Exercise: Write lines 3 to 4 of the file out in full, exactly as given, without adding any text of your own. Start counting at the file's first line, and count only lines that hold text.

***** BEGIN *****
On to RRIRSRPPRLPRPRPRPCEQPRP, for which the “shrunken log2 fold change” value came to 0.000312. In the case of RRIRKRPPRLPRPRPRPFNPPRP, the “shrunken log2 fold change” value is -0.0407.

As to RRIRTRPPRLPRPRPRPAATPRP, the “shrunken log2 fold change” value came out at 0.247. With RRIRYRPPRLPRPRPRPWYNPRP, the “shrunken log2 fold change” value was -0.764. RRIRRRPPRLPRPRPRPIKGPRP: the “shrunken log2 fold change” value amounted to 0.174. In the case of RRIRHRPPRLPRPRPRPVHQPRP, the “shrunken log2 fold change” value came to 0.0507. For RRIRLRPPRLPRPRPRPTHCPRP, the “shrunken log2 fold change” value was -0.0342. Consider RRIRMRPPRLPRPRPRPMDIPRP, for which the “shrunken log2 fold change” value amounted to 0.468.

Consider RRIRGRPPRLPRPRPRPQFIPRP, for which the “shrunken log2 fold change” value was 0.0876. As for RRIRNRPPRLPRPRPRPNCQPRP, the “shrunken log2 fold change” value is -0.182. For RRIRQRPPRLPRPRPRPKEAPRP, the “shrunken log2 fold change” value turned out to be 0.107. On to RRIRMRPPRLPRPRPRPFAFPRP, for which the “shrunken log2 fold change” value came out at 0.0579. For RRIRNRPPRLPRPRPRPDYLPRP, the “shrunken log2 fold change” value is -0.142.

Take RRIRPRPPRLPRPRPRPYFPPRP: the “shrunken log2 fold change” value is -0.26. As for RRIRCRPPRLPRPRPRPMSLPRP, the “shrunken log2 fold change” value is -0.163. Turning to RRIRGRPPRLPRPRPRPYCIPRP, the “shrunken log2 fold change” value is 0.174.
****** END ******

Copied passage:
Consider RRIRGRPPRLPRPRPRPQFIPRP, for which the “shrunken log2 fold change” value was 0.0876. As for RRIRNRPPRLPRPRPRPNCQPRP, the “shrunken log2 fold change” value is -0.182. For RRIRQRPPRLPRPRPRPKEAPRP, the “shrunken log2 fold change” value turned out to be 0.107. On to RRIRMRPPRLPRPRPRPFAFPRP, for which the “shrunken log2 fold change” value came out at 0.0579. For RRIRNRPPRLPRPRPRPDYLPRP, the “shrunken log2 fold change” value is -0.142.

Take RRIRPRPPRLPRPRPRPYFPPRP: the “shrunken log2 fold change” value is -0.26. As for RRIRCRPPRLPRPRPRPMSLPRP, the “shrunken log2 fold change” value is -0.163. Turning to RRIRGRPPRLPRPRPRPYCIPRP, the “shrunken log2 fold change” value is 0.174.